Gov. Susana Martinez’s office on Friday slammed Albuquerque Public Schools for cutting middle school athletics, arguing that the district has millions in the bank and is spending “more money on lobbyists and public relations staff” than the program’s entire cost.
Spokesman Mike Lonergan said Martinez is “outraged” APS is leaving thousands of kids without after-school sports.
“This is a bad decision, as they are the only school district that has announced this reckless action,” he said in an emailed statement. “Parents deserve to know that APS is choosing to spend more money on lobbyists and public relations staff than they would spend on all middle school athletics. Even worse, APS has tens of millions of dollars in savings, which highlights just how distorted their priorities are. The governor is calling on APS leadership to cut the political games and restore middle school athletics.”
The New Mexico Public Education Department also got into the fray, sending the news media a list of APS criticisms that range from high administrator salaries to poor academic outcomes and a technical discussion of district accounting methods.
The PED document says the district spends about $1.6 million on lobbyists and publicists each year. APS said it could not confirm that number.
But APS disputed nearly all other items cited by the department and said it’s continually called on to “do more with less.”
“Please know we’d never make a decision like cutting middle school sports, or any other beloved program, if there was another option,” said APS spokeswoman Monica Armenta in an emailed statement. “None of the choices are good.”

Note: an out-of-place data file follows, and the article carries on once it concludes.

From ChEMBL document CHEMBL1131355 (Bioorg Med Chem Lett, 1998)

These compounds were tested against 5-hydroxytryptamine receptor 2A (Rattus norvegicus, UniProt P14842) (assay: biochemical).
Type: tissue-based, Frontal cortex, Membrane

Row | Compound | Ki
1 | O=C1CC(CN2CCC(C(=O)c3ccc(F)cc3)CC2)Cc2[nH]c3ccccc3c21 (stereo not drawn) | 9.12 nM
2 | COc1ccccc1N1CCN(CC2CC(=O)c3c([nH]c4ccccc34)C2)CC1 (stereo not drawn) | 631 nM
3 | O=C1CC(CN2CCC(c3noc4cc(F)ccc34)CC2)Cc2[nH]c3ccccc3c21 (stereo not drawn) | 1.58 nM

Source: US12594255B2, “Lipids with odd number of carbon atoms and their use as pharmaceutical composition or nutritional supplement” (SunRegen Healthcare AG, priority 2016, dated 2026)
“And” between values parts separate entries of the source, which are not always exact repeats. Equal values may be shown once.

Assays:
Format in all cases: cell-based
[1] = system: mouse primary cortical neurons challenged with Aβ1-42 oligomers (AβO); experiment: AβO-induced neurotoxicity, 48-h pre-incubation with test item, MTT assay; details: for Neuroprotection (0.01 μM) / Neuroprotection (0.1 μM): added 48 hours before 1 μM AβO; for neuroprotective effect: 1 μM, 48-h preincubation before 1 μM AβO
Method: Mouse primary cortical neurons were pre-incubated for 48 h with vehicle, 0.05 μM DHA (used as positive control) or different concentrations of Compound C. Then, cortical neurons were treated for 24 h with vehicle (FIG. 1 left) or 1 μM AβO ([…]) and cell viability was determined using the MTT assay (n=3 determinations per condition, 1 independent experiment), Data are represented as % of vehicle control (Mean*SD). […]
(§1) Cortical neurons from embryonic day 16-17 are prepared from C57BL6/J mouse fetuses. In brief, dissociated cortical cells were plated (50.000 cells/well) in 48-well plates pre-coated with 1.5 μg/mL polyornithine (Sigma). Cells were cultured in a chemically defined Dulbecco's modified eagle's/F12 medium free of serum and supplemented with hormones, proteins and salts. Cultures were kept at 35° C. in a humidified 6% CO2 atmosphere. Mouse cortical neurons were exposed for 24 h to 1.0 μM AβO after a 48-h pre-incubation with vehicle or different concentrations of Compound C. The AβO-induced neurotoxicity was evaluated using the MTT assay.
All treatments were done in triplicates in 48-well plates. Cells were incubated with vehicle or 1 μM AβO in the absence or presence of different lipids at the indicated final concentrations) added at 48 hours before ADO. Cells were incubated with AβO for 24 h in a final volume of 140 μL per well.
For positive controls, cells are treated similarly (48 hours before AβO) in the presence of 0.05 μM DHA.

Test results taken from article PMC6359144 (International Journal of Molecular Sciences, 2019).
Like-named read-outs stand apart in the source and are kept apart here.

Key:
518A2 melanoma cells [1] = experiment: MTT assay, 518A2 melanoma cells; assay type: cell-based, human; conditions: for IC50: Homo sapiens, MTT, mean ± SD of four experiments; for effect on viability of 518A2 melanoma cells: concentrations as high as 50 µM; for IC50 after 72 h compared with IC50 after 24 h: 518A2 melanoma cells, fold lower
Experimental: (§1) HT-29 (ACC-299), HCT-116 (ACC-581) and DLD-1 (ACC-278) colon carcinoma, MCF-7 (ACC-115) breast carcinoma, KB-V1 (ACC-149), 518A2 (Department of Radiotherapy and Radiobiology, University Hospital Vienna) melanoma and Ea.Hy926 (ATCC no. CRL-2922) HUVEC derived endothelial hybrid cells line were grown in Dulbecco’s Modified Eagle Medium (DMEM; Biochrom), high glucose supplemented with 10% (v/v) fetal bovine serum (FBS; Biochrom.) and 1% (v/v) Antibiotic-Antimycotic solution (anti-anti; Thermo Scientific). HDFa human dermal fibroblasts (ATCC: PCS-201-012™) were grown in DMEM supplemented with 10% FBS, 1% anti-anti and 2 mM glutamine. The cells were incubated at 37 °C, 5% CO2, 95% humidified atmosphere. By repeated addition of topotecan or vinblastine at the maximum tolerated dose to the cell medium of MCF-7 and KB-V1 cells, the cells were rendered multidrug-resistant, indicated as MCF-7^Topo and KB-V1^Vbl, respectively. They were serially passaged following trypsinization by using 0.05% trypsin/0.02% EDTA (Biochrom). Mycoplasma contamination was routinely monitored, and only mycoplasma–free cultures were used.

Armenta stressed that many state-funded agencies are also making tough decisions: The University of New Mexico dropped its ski team, and Santa Fe Public Schools may close two schools.
With a special legislative budget session still to come, APS can only “plan conservatively and wait,” Armenta said.
“If revenues come in higher than budgeted, we have the flexibility to review our decisions and make adjustments,” she added.
Armenta countered PED’s claims that the district had over $94 million in the bank at the end of the last fiscal year. APS puts the tally at $58 million, and argues that it is dangerous to drop below $40 million in cash reserves because that money covers many programs until government reimbursements come through.
Last week, APS Chief Financial Officer Tami Coleman told the Board of Education that she predicts a 2 percent budget reduction will pass during the session – $12.4 million for the district. In addition, APS is projecting higher expenses coupled with lower enrollment, adding up to another $13.7 million for a total loss of $26.1 million.
The board approved a 2 percent budget reduction scenario to guide administrators until final numbers are set.
While many possibilities are still being debated, on Thursday the administration’s budget steering committee made a decision on middle school athletics.
Axing the program – which includes volleyball, basketball and track – will save $580,000 a year. Roughly 3,400 kids are currently taking part across the district’s middle schools.
Regular physical education classes are not impacted.
As the school year draws to a close, the APS budget steering committee is meeting every day to try to move forward with as much of the budget as possible.
“We are at the point we’d hoped never to reach,” Armenta said. “We cannot wait any longer to plan next school year, so we are preparing budgets based on a two-percent cut. Again, departments and the administration have been hit first.”